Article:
Today in Masonic History William Harrison “Jack” Dempsey is born in 1895.
William Harrison “Jack” Dempsey was an American boxer.
Dempsey was born William Harrison Dempsey in Manassa, Colorado on June 24th, 1895. His family was poor and they moved around quite often so his father could find work. His parents converted to Mormonism and at the age of eight he was baptized in the Church of Latter Day Saints. Dempsey dropped out of school in elementary school to help support the family. By the age of 16 he left home. To earn money he went to bars and saloons challenging people to fights. He walked in stating “I can’t sing and I can’t dance, but I can lick any SOB in the house.” Bets were made and the barroom brawls ensued. There were few records kept of these events, it is said Dempsey lost very few of these fights. Shortly after Dempsey became a professional fighter.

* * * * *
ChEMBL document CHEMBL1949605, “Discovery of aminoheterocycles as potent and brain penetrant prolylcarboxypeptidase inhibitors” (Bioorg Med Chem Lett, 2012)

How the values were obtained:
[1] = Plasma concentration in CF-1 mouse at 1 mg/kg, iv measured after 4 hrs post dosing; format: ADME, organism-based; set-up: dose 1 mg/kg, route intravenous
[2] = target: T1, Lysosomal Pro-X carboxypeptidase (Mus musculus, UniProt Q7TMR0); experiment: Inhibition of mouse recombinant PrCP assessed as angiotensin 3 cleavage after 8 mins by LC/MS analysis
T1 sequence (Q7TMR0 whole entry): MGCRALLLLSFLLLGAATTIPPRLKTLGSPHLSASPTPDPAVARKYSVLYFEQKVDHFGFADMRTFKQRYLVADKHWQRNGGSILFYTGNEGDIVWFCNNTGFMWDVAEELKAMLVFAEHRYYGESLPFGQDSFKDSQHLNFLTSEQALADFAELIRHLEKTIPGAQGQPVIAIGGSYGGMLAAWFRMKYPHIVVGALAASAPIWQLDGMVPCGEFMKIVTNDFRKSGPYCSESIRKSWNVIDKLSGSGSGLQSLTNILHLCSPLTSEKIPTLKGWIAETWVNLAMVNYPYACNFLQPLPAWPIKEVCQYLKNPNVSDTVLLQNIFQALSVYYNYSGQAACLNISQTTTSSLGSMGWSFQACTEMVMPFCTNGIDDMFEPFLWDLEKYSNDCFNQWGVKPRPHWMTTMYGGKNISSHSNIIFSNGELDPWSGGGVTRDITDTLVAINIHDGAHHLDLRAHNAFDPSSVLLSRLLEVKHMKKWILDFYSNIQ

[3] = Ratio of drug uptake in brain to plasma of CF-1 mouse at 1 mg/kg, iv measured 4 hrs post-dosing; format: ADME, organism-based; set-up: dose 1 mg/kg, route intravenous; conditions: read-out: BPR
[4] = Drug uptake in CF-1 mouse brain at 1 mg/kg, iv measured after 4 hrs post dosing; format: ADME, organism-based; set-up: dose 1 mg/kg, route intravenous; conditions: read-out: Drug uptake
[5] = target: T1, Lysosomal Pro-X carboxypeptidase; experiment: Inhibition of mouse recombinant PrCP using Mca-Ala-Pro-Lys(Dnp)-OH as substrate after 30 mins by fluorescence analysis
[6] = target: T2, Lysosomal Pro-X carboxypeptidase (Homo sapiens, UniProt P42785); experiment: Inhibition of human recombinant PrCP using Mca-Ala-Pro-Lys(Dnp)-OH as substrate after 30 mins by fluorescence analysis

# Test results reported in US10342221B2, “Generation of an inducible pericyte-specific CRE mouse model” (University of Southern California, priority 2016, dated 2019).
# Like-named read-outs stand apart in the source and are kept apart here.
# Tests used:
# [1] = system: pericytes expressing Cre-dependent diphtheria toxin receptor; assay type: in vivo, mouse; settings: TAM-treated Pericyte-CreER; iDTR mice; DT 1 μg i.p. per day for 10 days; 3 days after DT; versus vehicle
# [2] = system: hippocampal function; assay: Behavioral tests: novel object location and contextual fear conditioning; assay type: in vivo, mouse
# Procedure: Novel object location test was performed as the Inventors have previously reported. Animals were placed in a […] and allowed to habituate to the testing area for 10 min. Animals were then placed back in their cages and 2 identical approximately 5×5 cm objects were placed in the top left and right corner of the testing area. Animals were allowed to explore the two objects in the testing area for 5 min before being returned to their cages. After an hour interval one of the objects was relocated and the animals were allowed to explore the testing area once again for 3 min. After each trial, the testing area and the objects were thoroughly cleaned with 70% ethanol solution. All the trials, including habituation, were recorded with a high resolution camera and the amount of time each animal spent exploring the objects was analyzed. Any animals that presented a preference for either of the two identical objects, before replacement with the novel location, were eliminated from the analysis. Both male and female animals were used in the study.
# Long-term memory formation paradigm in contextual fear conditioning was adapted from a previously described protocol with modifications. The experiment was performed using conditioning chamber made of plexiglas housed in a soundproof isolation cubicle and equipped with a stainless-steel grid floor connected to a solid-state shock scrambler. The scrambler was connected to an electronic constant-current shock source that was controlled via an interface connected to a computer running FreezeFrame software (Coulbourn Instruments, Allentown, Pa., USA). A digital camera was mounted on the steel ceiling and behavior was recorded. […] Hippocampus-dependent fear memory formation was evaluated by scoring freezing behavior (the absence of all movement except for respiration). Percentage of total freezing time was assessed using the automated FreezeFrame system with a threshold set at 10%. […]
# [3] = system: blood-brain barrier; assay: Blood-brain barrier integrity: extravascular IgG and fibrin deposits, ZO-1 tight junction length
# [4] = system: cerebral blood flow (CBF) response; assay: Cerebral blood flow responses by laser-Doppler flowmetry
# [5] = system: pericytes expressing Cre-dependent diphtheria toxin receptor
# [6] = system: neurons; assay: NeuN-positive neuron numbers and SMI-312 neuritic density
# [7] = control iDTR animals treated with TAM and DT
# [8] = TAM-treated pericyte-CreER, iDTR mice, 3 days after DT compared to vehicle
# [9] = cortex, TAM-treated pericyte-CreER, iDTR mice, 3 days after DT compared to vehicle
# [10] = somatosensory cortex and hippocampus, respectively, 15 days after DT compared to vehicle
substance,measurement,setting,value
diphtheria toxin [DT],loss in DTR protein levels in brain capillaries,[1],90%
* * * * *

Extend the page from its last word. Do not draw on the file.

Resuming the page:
In Dempsey’s early career he fought under various names. Because of this it is difficult to get an accurate accounting of his early fight record. It was in 1914, Dempsey added the name “Jack” as a tribute to middleweight boxer Jack “Nonpareil” Dempsey.
In 1917, the United States entered World War I and Dempsey went to work in a shipyard while he continued to box. He was accused of being a slacker for not going into combat. It was later revealed he did enlist and was deemed 4-F.
Dempsey was a member of Kenwood Lodge #800 in Chicago, Illinois.
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